It's a treacherous path one travels from teenaged prospect to Cy Young winner to Hall of Famer, further than the journey from Brooklyn to Los Angeles, or from Highland Park to Los Angeles, or even from Culiacan, Mexico to Los Angeles. To be a left-handed pitcher in the fabled Dodgers organization, the path is more treacherous still, thanks to the landmines of expectations that history has laid down.
PECOTA expects Kershaw to be great once again, but what do the extreme projections, both good and bad ends, foresee?
Clayton Kershaw is, according to the PECOTA projections, supposed to be the best pitcher in baseball this year. This is hardly a surprise. He was the best pitcher in baseball last year. By ERA+, he’s also been the best pitcher in baseball over the last two years, the last three years, the last four years, the last five years, the last six years, the last seven years, and with enough innings to qualify, the seven-year veteran has been the best pitcher in baseball over the last eight years.
The projection is something pretty familiar for Kershaw: A 2.23 ERA, 237 strikeouts in 224 innings, a 19-9 win-loss record—numbers that would give him another Cy Young Award should he be in the running against pretty much anybody other than 2014 Kershaw. The 5.8 WARP would fit right in within 0.3 wins of each of his three best seasons and a small regression from last year’s performance.
The new Nate Freiman, the improved Clayton Kershaw, the red-hot Jose Altuve, and more from the weekend, plus what to watch today.
The Weekend Takeaway
When the A’s boarded their flight to New York last Sunday, they’d lost back-to-back games just once since the end of May. But after the Mets served them their second losing streak of the month with a 10-1 beating in the first contest of a nine-game road trip, it seemed that Bob Melvin’s squad might take a small stumble as it reached the halfway mark of the regular season on the Atlantic seaboard.
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Clayton Kershaw's no-hitter had the second-highest Game Score ever. Is that as significant as it sounds?
In the wake of 26-year-old Clayton Kershaw’s dazzling no-hitter last Wednesday, a 26-year-old statistic got its own moment in the sun. When Bill James introduced Game Score in the 1988 Baseball Abstract, he called it “a kind of garbage stat that I present not because it helps us understand anything in particular but because it is fun to play around with.” Unlike Micro Machines and Dolly Surprise, Game Score remains one of our favorite toys in 2014, so it’s safe to say that James undersold it. Despite (or maybe because of) its lack of sophistication, it’s still one of the most intuitive methods we have to convey how effective a given outing is. Thus, it wasn’t long after Kershaw sealed the deal with his 15th strikeout that the internet noticed that his Game Score of 102 was the second-highest ever for an outing of no more than nine innings, behind only Kerry Wood’s 20-strikeout start in 1998, which got a Game Score of 105. (Remove the innings restriction, and Vern Law’s 18-inning effort in 1955 takes the cake.)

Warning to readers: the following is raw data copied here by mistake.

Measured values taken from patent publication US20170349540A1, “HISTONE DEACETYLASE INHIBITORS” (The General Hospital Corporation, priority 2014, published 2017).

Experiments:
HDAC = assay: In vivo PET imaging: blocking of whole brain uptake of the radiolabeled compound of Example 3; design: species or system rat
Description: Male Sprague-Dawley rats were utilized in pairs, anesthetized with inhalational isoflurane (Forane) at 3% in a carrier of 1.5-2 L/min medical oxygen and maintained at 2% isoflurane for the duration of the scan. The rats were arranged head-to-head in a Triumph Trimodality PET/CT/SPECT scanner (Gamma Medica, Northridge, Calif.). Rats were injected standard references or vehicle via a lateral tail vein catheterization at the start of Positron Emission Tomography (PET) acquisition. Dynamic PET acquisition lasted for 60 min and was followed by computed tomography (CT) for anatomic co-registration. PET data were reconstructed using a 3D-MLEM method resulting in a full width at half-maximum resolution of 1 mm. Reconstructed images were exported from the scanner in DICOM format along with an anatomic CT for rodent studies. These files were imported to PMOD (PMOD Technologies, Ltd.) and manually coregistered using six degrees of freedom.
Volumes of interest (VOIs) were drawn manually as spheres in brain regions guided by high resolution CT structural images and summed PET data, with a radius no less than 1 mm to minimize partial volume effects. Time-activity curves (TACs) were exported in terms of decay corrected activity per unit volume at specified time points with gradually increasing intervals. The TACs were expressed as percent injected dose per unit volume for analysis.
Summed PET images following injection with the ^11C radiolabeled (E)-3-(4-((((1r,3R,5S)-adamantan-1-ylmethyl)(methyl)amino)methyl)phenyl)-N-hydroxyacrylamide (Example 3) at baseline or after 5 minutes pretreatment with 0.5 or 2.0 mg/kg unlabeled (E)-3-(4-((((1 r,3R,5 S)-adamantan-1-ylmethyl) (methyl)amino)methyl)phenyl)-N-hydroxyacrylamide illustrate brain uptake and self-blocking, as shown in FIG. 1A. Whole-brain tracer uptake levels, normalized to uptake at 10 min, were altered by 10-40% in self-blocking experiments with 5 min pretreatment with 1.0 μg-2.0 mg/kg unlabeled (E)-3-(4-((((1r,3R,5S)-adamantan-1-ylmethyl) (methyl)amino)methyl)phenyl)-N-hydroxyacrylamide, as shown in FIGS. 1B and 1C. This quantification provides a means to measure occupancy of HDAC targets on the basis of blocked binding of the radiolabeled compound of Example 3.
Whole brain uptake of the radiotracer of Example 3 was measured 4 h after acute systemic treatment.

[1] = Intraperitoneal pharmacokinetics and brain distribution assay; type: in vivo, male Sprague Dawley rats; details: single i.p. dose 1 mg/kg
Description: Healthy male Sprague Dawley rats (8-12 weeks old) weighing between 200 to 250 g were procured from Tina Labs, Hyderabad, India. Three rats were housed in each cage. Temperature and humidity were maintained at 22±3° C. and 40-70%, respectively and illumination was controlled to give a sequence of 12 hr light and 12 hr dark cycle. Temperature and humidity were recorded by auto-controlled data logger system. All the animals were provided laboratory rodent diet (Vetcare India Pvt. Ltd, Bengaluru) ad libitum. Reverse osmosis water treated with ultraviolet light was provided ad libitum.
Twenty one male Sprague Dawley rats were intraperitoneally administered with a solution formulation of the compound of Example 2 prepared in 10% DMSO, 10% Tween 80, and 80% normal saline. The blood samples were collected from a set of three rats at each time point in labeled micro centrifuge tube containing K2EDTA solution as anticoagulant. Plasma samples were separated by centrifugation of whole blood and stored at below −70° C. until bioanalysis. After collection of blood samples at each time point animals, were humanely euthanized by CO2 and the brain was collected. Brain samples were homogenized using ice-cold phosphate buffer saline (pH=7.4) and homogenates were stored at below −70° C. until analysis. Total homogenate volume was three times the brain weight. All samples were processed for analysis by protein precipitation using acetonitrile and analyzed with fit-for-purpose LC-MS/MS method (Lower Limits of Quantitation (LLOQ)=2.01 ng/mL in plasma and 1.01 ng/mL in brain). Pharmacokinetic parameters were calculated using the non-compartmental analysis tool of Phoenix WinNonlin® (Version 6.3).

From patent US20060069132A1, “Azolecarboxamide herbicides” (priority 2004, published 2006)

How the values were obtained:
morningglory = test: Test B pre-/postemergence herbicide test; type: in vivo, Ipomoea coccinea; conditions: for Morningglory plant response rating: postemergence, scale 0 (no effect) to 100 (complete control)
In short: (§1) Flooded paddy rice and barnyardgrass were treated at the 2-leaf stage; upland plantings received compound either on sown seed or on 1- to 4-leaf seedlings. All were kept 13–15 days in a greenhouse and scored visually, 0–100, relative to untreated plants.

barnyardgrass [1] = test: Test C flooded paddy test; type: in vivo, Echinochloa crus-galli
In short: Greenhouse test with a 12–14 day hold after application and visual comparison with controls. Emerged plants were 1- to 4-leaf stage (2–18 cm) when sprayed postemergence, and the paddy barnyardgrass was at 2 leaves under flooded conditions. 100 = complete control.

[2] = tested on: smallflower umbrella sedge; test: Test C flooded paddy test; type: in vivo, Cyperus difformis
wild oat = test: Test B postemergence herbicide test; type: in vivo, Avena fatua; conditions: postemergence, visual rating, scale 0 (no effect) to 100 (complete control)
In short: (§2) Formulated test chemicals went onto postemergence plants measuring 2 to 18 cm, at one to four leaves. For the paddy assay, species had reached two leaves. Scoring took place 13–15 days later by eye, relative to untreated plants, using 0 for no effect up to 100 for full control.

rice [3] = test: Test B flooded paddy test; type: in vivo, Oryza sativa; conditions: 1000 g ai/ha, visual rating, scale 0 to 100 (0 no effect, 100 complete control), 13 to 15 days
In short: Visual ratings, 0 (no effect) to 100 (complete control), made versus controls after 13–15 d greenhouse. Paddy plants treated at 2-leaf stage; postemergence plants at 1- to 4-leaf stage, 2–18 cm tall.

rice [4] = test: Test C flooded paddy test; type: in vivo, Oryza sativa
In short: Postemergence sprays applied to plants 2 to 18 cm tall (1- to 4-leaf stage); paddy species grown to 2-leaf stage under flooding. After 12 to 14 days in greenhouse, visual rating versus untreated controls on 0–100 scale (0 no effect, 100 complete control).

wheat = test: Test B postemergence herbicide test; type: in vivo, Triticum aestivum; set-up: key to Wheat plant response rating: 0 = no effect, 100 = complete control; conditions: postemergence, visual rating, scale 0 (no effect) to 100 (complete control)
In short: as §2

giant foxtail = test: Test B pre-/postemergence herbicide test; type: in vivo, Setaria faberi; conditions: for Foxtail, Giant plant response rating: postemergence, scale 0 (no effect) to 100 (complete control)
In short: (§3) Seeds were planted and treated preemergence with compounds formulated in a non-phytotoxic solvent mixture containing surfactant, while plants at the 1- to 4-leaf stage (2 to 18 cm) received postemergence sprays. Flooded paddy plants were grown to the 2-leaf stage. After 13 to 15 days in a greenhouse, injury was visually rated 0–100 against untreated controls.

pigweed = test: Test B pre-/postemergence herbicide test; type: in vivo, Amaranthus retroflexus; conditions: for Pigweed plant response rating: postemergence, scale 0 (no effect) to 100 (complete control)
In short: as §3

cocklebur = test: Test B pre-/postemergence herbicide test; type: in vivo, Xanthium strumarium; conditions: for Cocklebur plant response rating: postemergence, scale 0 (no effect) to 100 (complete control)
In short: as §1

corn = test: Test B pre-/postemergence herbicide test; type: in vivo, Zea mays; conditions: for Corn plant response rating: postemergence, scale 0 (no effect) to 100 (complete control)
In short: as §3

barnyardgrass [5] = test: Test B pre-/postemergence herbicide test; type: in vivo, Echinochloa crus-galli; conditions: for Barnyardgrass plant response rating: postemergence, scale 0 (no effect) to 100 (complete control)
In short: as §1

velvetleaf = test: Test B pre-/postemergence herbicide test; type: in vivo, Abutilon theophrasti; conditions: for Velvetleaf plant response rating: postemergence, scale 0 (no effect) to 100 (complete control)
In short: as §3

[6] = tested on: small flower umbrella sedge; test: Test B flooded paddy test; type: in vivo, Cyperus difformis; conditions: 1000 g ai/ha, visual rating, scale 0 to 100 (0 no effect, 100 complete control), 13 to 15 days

Jake Arrieta's breakout season continues, two games last beyond the 13th inning, plus more from a wild Tuesday and what to watch today.
The Tuesday Takeaway Jake Arrieta entered Tuesday coming off a trio of superb outings over which he allowed just one run and 10 hits with a shiny 27-to-2 K:BB ratio in 20 innings of work. The 28-year-old right-hander continued his breakout campaign by flirting with perfection and twirling seven outstanding innings against the Reds.
The best of times for Clayton Kershaw coincide with the worst of times for Justin Verlander.
Just 15 months ago, Clayton Kershaw and Justin Verlander were neck-and-neck in any discussion of the top pitchers in the game. The Motor City right-hander owned the American League, and the west coast southpaw ruled over the senior circuit, with each having finished first and second in their respective Cy Young races from 2011–12. They entered the 2013 campaign as the unquestioned aces of competitive clubs, poised to stage another season as kings of the mound, but their careers have taken dramatically different trajectories since then.
Six good fan videos of Clayton Kershaw's final out.
You might have noticed while watching Clayton Kershaw's final out last night that, in between shots of Kershaw's wife, there were shots of fan after fan after fan after fan holding up a cell phone. All those videos had to go somewhere, and these are five of them, shot from various parts of the ballpark, all posted to YouTube since last night and all giving you a pretty non-nauseating sense of what it was like in the stands last night.
Clayton Kershaw gives the Dodgers their second no-hitter of 2014, the Royals run their winning streak to 10, Bartolo finds his bat, and more.
The Wednesday Takeaway
When play began on Wednesday, the Dodgers—thanks to Josh Beckett—were the only major-league team that could boast about a no-hitter this year. That’s still true. Only now they have two of them, after Clayton Kershaw sliced through the Rockies in Chavez Ravine last night.
Justin Morneau goes deep again, plus news about Clayton Kershaw, Prince Fielder, and Cole Hamels, and what to watch today.
The Weekend Takeaway Troy Tulowitzki and Nolan Arenado have garnered most of the press surrounding the Rockies’ torrid start—and deservedly so, considering the shortstop’s otherworldly numbers and the third baseman’s league-best 28-game hitting streak and highlight-reel defense at the hot corner. But another member of Colorado’s infield was the man of the hour on Sunday, and he’s been flying under the radar all season.